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Welcoming Remarks
Senator Michael B. Enzi
July 15, 2003

Thank you for coming here today to join us for the Freedom to Travel To Cuba Forum. It is good to see all of you. We appreciate your taking the time out of your busy schedules to join us for what we believe will be an interesting and very informative session.

Today's Forum will showcase our current travel policy with Cuba, how it will be changing, and how those policies have and will continue to affect the people of the United States and Cuba. Most importantly, this forum will provide us with a chance to discuss whether our policies are producing the results we want both domestically and as a matter of international policy. Then we will talk about how to make our present policies better.

After we finish our discussion, we will release you for the afternoon so you can visit your representatives and express your concerns to them. This is the part of the program we call "putting feet to your prayers." Although it is important to have this forum and discuss this issue and our strategy for changing current policy, it is at least equally important that we take the next step and make our representatives aware of the importance of this issue to each and every one of us.

We have all heard our form of government called a participatory democracy. That means that we all get a chance to take part by expressing our views and making our concerns known to those who represent us on the local, state and national level. It's a vital part of the process and the truth is – our system of government doesn't really work very well unless we all take part in it on each and every level – from our neighborhood commissions on up.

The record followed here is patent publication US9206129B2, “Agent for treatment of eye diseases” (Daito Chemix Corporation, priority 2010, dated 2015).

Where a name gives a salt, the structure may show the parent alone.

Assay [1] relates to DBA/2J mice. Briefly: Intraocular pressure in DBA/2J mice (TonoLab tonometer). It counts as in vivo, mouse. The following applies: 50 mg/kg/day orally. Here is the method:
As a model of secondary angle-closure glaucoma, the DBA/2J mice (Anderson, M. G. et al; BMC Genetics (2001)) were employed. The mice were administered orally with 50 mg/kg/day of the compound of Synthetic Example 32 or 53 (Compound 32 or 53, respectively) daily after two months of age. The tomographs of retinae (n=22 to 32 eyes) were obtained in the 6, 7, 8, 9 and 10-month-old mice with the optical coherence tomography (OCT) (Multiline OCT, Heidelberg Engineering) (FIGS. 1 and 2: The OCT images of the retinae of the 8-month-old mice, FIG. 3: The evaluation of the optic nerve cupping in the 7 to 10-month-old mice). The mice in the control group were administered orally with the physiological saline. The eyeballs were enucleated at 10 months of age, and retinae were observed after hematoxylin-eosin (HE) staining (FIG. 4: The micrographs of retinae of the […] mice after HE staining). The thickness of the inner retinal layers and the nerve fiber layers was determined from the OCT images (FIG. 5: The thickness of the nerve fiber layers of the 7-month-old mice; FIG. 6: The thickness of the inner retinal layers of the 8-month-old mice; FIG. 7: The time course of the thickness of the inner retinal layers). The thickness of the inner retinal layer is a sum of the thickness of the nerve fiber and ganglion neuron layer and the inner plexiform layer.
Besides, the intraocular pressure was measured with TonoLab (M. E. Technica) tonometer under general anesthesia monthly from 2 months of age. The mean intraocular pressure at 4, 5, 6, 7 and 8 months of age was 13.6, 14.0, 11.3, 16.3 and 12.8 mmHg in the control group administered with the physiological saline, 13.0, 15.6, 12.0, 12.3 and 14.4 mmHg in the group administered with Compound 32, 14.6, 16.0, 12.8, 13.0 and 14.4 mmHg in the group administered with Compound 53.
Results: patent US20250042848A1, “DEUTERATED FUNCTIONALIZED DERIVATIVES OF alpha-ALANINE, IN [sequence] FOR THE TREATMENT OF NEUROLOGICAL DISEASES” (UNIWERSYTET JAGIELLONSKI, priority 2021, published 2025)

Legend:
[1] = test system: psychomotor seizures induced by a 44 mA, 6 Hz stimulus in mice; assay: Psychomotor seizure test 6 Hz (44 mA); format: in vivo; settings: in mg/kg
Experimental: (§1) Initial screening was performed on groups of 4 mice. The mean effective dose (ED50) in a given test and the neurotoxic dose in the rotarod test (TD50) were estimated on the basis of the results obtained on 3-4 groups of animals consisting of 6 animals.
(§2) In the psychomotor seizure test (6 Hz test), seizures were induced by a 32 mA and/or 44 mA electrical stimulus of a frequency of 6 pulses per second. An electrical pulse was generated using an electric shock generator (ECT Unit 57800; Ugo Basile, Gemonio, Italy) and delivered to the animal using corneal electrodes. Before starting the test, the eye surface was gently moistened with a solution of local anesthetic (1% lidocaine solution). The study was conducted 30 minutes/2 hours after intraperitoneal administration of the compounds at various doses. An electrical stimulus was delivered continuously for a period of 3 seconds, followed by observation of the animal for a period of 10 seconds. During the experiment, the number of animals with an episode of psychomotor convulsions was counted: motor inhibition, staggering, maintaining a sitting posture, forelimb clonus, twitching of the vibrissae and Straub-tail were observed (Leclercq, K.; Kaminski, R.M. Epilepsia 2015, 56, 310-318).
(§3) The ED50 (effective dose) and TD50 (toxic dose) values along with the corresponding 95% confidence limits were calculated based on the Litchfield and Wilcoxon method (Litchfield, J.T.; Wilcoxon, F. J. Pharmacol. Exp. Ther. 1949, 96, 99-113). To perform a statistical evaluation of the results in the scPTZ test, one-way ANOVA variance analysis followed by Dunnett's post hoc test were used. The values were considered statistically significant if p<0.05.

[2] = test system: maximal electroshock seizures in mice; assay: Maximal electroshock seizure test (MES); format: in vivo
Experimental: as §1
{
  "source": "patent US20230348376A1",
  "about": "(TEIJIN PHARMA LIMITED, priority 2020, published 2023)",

I know I'm preaching to the choir on this one, but I just wanted you to know how much we appreciate your being here and your willingness to take the time to make your views known on this issue to the people who need to hear from you – your elected Members of Congress.

We have an excellent panel of speakers today and they will be taking an in-depth look at travel to Cuba on several different levels.

One way we might look at our current policy with Cuba is best summed up in the words my father used to share with his children when we were growing up.

"Michael," he would say, "If you keep on doing what you have always been doing then you are going to wind up getting what you have already got."

Nowhere is this more true in our foreign policy than it is with Cuba.

It's a recurring theme, one we have seen again and again over the years. Whenever Castro does something cold hearted and cruel to the people of his country – like imprisoning those who speak out against the government or punishing those who try to escape to the freedom of the United States – we take strong action to tighten the already tough restrictions that separate our countries in the form of trade, or communication or in this case, travel. We increase the pressure on the Cuban government and hope that this time will be different and a better outcome will be achieved from a tougher policy.